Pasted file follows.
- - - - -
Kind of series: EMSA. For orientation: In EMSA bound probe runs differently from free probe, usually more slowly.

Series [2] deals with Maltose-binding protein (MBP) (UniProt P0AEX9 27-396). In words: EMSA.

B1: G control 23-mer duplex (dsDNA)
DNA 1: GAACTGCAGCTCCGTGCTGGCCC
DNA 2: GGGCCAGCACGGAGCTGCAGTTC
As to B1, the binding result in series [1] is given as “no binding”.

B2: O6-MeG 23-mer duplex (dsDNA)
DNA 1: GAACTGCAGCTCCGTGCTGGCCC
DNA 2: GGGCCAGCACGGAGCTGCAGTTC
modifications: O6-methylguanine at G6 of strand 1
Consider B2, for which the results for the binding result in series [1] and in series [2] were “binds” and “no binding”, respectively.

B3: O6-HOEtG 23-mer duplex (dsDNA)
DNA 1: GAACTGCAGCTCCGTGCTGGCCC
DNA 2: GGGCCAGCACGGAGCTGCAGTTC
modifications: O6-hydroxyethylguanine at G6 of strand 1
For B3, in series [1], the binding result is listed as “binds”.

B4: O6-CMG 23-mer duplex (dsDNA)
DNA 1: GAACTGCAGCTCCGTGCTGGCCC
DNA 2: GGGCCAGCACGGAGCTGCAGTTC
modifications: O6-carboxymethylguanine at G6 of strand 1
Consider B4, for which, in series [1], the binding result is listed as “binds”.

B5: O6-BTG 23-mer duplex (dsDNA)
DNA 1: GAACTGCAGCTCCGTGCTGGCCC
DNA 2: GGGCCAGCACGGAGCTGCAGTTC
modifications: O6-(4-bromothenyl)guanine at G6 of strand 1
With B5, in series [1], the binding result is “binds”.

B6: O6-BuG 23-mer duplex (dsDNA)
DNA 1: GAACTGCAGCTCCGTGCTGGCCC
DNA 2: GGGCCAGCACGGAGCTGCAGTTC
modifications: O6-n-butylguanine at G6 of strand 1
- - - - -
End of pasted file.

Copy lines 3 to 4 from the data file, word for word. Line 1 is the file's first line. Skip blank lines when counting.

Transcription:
B1: G control 23-mer duplex (dsDNA)
DNA 1: GAACTGCAGCTCCGTGCTGGCCC